So could that be the case here? Yes, and what would make it tissue specific? Well, it could have been for example the distrubution of the receptor levels — we don’t think that’s the case, XPR is not high, particularly, in prostate tissue. We’ve focused on my lab on LTR, that is the promoter for the transcription from the virus, and that is interestingly very hot in prostate cell lines. So certainly that could account for the tendency of the virus to replicate more vigorously in prostate tissue.

We don’t know how, we haven’t done a complete survey (I don’t think anybody has yet) of all the tissues in which the promoter might be very hot, but it’s certainly very hot in a handful of human prostate cancer cell lines, surprisingly hot to us. It is as active in those cell lines as the Moloney mouse virus in the best mouse cells lines.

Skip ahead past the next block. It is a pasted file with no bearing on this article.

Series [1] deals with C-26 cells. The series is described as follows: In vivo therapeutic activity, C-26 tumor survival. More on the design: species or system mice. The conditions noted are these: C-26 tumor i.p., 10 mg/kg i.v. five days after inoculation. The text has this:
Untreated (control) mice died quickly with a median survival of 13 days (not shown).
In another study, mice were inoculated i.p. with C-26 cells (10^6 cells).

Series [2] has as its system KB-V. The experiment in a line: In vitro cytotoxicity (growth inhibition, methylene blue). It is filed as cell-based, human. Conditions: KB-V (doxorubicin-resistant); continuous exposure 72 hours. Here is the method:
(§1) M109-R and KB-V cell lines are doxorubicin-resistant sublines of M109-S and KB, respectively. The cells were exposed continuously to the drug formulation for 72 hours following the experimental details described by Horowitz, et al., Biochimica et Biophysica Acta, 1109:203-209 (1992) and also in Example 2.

So it’s a real virus, and it can replicate very vigorously in culture, more so than we ever thought. I think nobody studied it much since the 70s because of the general feeling that it was an incredibly weak virus, that it was going to be difficult to study because it barely replicated in most cell lines. And that’s true. But now having found that it does replicate really really well in some cell lines, the studies will be much easier.

VR: So has any looked at any prostate tumors in the integration site?

SG: Yeah. So that’s being done now, as we speak. Nobody has found it — and this is important — in a negative result so nobody has found it yet clonally integrated next to an oncogene in a tumor. You know the early studies are still such that we don’t even know the cell types that it lives in. People are just doing sections, and Ila and others like that are seeing it in more cell types than originally thought. There were initially concepts that it was only in stromal areas, not in the tumor itself. Seems to be in both now.